5. The Metropolitan Magistrate, after perusing the said charge-sheet filed against 4 accused persons, felt that the CBI was shielding the appellants from prosecution and hence he sought the explanation from the CBI regarding that aspect. After considering the explanation offered by the CBI officials learned Magistrate felt that the investigating officer has committed the offence under Section 219 of the Indian Penal Code (making a report corruptly or maliciously, knowing that it is contrary to law), and issued notice to him. But at the same time learned Magistrate decided to implead the appellants as additional accused in the criminal cases. That order of the Magistrate was challenged by the concerned investigating officer and the High Court quashed that order, but made an observation that it is open to the Magistrate to consider at the appropriate stage whether any action is necessary under 319 of the Code of Criminal Procedure (for short “the Code”). Following is what the High Court has then observed:
“As far as the present case is concerned, there is absolutely no material in evidence so far to proceed against those 2 bank officers. The learned counsel for the petitioner submitted that there may be some material against them to proceed departmentally, but nothing is presently on record of the Court. He further stated that in case such material or evidence comes before the Court the Court can pass order under Section 319 to join them as accused.”
6. The trial which commenced as against the 4 accused persons progressed substantially. Until 49 witness were examined by the prosecution the trial Magistrate had no reason to feel the necessity to implead the appellants. But when evidence of the remaining 3 witnesses was recorded it appeared to the Magistrate that appellants are also involved in the crime. So he passed the order on 16-10-1999, the relevant portion of which reads thus:
“After perusal of the evidence of Mrs. Sathe, Dayanand Hejmadi and Naushad, similarly after going through Ex. 16, I am satisfied that there is sufficient evidence against Branch Manager Mr. N. Ramamurthy as well as Branch Manager Mr. Michael Machado as alleged in present case along with other accused persons. The evidence on record is sufficient to show that they were also party to the conspiracy, cheating and forgery of valuable security.”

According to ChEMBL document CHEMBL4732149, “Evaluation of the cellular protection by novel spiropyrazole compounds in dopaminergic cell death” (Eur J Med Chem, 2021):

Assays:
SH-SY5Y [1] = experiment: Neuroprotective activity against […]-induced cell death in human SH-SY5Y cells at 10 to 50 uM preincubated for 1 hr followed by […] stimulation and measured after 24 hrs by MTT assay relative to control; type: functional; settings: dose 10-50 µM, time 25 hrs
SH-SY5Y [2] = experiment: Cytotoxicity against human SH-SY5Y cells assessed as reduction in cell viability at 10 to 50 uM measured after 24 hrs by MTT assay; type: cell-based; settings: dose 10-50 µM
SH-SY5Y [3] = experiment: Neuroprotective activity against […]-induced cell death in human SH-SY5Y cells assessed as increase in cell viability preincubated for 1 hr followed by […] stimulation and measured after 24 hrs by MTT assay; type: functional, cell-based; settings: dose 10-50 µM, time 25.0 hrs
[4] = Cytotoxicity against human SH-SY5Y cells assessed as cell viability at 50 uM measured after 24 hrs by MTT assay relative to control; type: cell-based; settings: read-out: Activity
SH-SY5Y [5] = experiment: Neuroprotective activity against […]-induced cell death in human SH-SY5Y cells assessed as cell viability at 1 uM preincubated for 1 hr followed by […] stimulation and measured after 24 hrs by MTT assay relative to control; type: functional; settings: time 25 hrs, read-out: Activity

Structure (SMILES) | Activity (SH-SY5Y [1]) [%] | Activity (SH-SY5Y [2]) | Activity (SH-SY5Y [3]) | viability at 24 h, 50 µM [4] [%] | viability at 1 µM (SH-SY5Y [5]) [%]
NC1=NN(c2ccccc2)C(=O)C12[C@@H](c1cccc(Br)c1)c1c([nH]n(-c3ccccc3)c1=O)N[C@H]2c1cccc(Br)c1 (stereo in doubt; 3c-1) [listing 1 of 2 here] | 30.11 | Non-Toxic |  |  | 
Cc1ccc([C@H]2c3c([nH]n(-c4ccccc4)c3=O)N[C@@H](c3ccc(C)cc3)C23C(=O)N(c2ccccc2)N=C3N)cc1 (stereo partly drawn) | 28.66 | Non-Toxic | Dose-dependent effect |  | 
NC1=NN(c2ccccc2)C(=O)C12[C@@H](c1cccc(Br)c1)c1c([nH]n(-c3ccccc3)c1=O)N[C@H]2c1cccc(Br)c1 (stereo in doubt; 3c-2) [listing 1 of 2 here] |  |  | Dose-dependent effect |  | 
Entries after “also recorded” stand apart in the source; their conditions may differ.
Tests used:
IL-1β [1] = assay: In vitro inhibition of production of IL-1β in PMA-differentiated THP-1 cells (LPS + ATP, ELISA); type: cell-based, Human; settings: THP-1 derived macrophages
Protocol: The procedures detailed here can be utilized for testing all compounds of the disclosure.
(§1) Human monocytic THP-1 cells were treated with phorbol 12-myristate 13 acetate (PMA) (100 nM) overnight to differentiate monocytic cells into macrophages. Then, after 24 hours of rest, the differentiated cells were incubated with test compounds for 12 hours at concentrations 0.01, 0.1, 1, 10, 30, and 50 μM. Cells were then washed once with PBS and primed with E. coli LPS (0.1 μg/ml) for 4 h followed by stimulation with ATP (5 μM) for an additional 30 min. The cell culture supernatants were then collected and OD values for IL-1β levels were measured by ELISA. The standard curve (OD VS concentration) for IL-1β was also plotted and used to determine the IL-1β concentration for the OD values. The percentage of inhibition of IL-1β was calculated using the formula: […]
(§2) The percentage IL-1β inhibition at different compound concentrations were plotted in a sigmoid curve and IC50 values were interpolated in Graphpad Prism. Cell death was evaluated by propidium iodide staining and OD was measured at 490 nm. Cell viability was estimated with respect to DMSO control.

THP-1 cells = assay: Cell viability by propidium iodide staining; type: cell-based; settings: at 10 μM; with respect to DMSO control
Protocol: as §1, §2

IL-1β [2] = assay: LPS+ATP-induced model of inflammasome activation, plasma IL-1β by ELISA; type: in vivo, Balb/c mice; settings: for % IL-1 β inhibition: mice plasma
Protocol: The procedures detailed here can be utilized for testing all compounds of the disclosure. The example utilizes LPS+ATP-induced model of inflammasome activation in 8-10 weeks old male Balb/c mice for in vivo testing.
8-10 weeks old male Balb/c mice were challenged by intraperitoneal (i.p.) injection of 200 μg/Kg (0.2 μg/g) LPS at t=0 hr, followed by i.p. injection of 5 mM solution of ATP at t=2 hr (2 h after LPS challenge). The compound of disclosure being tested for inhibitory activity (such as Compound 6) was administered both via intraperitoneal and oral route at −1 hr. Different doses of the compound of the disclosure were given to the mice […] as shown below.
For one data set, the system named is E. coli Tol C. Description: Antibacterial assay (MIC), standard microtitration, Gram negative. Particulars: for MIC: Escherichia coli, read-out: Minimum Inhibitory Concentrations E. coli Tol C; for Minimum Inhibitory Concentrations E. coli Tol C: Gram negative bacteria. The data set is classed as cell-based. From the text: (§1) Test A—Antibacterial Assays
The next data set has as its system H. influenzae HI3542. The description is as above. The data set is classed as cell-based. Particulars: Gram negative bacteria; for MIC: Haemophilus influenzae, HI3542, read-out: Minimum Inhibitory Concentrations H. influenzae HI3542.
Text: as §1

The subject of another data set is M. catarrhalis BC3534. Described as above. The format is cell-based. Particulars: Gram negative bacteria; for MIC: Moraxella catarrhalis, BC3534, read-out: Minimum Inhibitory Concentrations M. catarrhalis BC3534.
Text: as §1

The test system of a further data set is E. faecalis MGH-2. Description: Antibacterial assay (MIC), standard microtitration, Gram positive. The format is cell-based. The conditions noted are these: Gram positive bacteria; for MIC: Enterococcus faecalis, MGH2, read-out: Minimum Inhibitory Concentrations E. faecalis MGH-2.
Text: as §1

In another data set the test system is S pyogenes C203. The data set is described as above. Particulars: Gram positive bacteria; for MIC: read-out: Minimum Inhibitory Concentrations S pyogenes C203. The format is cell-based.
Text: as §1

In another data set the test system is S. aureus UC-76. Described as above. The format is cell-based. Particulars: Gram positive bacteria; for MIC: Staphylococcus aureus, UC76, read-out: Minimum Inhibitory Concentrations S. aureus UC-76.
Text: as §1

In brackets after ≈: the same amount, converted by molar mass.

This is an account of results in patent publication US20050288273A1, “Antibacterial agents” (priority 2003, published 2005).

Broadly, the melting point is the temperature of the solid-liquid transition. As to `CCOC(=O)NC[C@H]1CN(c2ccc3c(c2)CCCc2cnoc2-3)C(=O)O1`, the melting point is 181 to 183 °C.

7. It was the said order which the appellants challenged before the High Court. While dismissing that challenge learned single Judge of the High Court has, inter alia, observed thus;
“In my opinion, it would be improper to interfere with the exercise of his jurisdiction u/S. 319(1). The sufficiency of the material placed before him cannot be gone into by the High Court unless it is a case of no evidence at all. No doubt Mr. Jha argued that in the evidence of the three witnesses nothing has come on record as against the present petitioners but as pointed out by Mr. Mehta, there is some indication that the petitioners could be concerned with the case though I am making it clear that I am not giving any final opinion on this point. All I wish to say is that this certainly is not a case where this Court in its power u/S. 482 of the Criminal Procedure Code will interfere with the discretionary power of the learned Magistrate passed u/S. 319(1) of the Cr.P.C.”
8. In this context we may point out that even according to the trial Magistrate “the first 49 witnesses did not utter a single word against any of them; last witnesses disclosed their role.” We have perused the evidence of the aforesaid three witnesses. No doubt there is a reference in their evidence to the role played by the appellants, but such reference is insufficient to make out a case of criminal conspiracy under Section 120B of the IPC against the appellants. The reason for the CBI to refrain from making the appellants as accused along with the other arraigned persons, has been stated that the evidence as against the appellants was too inadequate to send them as accused before a Court of law. Following is the stand adopted by the CBI in that regard: